You Gotta Know These Rocks and Minerals
- Quartz is a mineral composed of Si O4 tetrahedra linked in a framework with oxygen atoms shared between neighboring tetrahedra to give an overall chemical formula of Si O2 (silicon dioxide). Inclusions of different elements give different varieties of quartz, including amethyst (purple). Quartz is the second-most abundant mineral in Earth’s crust. Quartz is often used in clocks because it exhibits piezoelectricity. Quartz defines hardness 7 on the Mohs scale.
- Feldspars are a group of silicate minerals that are the most abundant minerals in the Earth’s crust. Feldspars are categorized based on whether they contain potassium (orthoclase) or sodium and calcium (plagioclase). The continuous branch of Bowen’s reaction series covers the transition from calcium-rich to sodium-rich plagioclases. Orthoclase defines hardness 6 on the Mohs scale.
- Calcite is a stable mineral form of calcium carbonate. Less stable forms of calcium carbonate (called polymorphs), such as aragonite, eventually convert to calcite. Calcite is found in the shells of many marine organisms, including plankton, echinoderms, and bivalves. This makes calcite a major constituent of sedimentary rocks, especially limestone. Many optical devices utilize calcite because it exhibits birefringence (double refraction). Calcite defines hardness 3 on the Mohs scale.
- Diamond is a mineral composed of carbon atoms in a “diamond cubic” crystal structure. Among natural materials, diamond has one of the highest thermal conductivities and highest hardnesses; it defines hardness 10 on the Mohs scale. Natural diamonds are almost always found in igneous rocks called kimberlites.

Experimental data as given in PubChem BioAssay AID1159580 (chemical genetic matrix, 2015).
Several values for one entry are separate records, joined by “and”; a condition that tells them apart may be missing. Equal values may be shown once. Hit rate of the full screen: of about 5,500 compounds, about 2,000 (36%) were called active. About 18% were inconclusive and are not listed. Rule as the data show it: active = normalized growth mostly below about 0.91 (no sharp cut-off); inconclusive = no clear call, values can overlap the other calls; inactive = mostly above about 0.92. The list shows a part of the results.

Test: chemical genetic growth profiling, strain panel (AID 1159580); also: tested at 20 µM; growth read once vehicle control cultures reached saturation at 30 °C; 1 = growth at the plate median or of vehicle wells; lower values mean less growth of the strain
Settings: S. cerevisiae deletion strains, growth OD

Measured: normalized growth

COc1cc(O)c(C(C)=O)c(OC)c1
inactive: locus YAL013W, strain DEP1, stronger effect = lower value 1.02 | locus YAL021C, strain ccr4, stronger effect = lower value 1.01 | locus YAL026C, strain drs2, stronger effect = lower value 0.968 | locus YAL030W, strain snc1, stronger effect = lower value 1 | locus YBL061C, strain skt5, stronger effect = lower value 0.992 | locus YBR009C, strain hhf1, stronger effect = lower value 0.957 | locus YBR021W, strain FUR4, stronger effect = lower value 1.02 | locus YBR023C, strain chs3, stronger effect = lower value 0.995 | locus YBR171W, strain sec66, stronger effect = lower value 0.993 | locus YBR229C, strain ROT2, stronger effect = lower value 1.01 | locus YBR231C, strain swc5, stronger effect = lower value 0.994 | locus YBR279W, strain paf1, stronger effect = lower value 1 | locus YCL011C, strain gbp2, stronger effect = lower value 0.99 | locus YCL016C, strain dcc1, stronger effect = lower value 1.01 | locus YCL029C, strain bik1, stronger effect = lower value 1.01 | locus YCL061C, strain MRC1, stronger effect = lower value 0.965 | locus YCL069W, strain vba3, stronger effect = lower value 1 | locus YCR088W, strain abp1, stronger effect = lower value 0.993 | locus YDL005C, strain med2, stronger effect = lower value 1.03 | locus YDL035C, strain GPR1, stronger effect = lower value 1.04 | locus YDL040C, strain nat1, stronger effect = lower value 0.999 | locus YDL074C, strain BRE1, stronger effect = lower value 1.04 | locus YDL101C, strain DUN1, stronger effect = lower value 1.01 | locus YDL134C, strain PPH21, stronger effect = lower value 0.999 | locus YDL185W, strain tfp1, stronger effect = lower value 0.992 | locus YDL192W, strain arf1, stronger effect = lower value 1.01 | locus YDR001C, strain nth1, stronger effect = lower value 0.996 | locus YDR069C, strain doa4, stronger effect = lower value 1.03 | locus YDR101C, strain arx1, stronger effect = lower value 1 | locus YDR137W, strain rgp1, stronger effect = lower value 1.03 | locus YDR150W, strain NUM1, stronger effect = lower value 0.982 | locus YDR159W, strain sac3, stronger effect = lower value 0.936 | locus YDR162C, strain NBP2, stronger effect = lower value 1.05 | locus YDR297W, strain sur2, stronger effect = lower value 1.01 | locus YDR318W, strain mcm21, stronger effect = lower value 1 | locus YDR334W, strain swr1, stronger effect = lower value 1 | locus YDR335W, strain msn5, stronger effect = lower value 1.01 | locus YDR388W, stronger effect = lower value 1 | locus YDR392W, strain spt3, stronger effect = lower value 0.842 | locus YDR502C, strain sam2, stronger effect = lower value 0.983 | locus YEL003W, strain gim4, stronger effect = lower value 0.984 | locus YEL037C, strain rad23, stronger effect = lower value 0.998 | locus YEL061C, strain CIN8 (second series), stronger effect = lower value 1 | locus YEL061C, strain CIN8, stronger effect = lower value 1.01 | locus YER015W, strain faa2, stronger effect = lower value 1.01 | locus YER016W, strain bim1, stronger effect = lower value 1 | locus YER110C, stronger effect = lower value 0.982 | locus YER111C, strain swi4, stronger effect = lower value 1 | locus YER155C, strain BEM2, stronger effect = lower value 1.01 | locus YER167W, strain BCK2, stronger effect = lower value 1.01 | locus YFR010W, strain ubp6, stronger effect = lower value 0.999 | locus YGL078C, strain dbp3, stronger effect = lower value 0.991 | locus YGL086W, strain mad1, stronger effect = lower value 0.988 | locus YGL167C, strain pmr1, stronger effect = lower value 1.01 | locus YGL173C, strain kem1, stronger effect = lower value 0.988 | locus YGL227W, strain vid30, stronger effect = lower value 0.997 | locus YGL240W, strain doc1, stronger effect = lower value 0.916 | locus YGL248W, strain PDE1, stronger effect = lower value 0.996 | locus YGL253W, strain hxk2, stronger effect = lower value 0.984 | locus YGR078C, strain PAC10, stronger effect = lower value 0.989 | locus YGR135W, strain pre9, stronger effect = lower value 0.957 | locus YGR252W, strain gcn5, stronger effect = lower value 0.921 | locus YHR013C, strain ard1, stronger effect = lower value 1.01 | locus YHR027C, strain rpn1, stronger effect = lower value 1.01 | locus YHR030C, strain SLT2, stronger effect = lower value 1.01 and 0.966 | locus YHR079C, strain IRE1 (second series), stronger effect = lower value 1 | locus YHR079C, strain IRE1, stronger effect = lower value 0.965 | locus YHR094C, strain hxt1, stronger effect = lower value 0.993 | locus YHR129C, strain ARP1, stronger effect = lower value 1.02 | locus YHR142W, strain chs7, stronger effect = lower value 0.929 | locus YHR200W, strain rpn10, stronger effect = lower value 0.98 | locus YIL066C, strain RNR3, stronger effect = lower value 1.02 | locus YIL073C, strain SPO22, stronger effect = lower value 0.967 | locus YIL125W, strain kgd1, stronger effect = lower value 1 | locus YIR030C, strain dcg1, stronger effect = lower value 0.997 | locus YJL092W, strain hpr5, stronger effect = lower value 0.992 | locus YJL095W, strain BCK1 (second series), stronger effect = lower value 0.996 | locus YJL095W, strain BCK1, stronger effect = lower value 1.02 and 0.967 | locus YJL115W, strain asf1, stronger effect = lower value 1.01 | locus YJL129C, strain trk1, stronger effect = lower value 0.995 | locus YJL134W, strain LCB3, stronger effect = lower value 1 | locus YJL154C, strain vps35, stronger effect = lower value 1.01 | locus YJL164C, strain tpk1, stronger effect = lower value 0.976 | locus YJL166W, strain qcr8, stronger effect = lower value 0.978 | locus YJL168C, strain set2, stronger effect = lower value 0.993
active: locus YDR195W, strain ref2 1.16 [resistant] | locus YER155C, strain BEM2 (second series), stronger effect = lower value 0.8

- Corundum is a mineral composed of aluminum oxide. Common gem forms of corundum include rubies (turned red by inclusions of chromium) and sapphires (which can take a variety of colors from inclusions of iron, titanium, or vanadium). Corundum defines hardness 9 on the Mohs scale.
- Micas are a group of silicate minerals known for their perfect basal cleavage, meaning they can easily split into thin, parallel sheets. Common varieties of mica include black biotite and transparent muscovite. Mica is often found in igneous rocks called pegmatites and also serves as the main constituent of the metamorphic rock schist. Micas generally have a Mohs hardness between 3 and 4.
- Basalt is the most common igneous rock—over 90% of volcanic rocks on Earth are basalt! Basalt is mafic, meaning it is rich in magnesium and iron, and extrusive, meaning it cools and solidifies on the Earth’s surface. Lava containing gas bubbles may cool into vesicular basalt. Basalt primarily composed of vesicles is known as scoria.
- Granite is a common igneous rock. Granite is felsic, meaning it is primarily composed of feldspar and quartz, and intrusive, meaning it crystallizes and solidifies underground. Granite can experience large-scale weathering, leading to the formation of structures like Yosemite National Park’s Half Dome.
- Limestone is a sedimentary rock primarily composed of calcium carbonate. Limestone often metamorphoses into marble. Because limestone is made from carbonate minerals, it is soluble in acid, and erosion of limestone can form karst topography. Limestone is commonly used in the production of lime and cement and as a pH buffer in soil conditioners.
- Sandstone is a clastic sedimentary rock, which means it is composed of pre-existing fragments of other rocks and minerals (usually quartz and feldspar). Common subgroups of sandstone include arkose (sandstones containing over 25% feldspar), wackes (sandstones with a large amount of clay between mineral grains), and arenites (sandstones with a small amount of clay between mineral grains). Fine-grained sandstones make good aquifers because they are porous enough to allow percolation of water but still filter out pollutants.
This article was contributed by NAQT writer Justin Duffy.